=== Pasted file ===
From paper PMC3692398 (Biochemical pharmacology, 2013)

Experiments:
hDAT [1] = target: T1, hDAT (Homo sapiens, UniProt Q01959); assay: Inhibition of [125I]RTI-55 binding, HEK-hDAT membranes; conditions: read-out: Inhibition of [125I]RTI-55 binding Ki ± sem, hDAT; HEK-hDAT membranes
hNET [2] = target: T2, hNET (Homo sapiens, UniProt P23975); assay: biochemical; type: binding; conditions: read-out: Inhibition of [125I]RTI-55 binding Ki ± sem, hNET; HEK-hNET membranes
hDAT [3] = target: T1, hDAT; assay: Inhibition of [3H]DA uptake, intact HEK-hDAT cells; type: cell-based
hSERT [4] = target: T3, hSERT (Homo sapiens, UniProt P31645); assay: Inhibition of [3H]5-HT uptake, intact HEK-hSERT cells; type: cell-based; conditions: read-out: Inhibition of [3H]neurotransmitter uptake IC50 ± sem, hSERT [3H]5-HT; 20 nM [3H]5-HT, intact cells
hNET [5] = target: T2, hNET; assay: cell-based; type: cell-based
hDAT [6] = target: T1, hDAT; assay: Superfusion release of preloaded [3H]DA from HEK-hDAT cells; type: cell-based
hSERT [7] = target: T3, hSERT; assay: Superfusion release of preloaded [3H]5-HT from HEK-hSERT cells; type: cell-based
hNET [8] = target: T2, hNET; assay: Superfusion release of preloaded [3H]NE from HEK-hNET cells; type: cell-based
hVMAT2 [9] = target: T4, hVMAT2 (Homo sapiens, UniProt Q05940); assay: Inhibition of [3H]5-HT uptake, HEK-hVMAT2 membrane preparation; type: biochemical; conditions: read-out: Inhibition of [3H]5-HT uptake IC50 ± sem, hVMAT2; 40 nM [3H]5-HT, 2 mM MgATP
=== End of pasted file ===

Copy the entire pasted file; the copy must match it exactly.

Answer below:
From paper PMC3692398 (Biochemical pharmacology, 2013)

Experiments:
hDAT [1] = target: T1, hDAT (Homo sapiens, UniProt Q01959); assay: Inhibition of [125I]RTI-55 binding, HEK-hDAT membranes; conditions: read-out: Inhibition of [125I]RTI-55 binding Ki ± sem, hDAT; HEK-hDAT membranes
hNET [2] = target: T2, hNET (Homo sapiens, UniProt P23975); assay: biochemical; type: binding; conditions: read-out: Inhibition of [125I]RTI-55 binding Ki ± sem, hNET; HEK-hNET membranes
hDAT [3] = target: T1, hDAT; assay: Inhibition of [3H]DA uptake, intact HEK-hDAT cells; type: cell-based
hSERT [4] = target: T3, hSERT (Homo sapiens, UniProt P31645); assay: Inhibition of [3H]5-HT uptake, intact HEK-hSERT cells; type: cell-based; conditions: read-out: Inhibition of [3H]neurotransmitter uptake IC50 ± sem, hSERT [3H]5-HT; 20 nM [3H]5-HT, intact cells
hNET [5] = target: T2, hNET; assay: cell-based; type: cell-based
hDAT [6] = target: T1, hDAT; assay: Superfusion release of preloaded [3H]DA from HEK-hDAT cells; type: cell-based
hSERT [7] = target: T3, hSERT; assay: Superfusion release of preloaded [3H]5-HT from HEK-hSERT cells; type: cell-based
hNET [8] = target: T2, hNET; assay: Superfusion release of preloaded [3H]NE from HEK-hNET cells; type: cell-based
hVMAT2 [9] = target: T4, hVMAT2 (Homo sapiens, UniProt Q05940); assay: Inhibition of [3H]5-HT uptake, HEK-hVMAT2 membrane preparation; type: biochemical; conditions: read-out: Inhibition of [3H]5-HT uptake IC50 ± sem, hVMAT2; 40 nM [3H]5-HT, 2 mM MgATP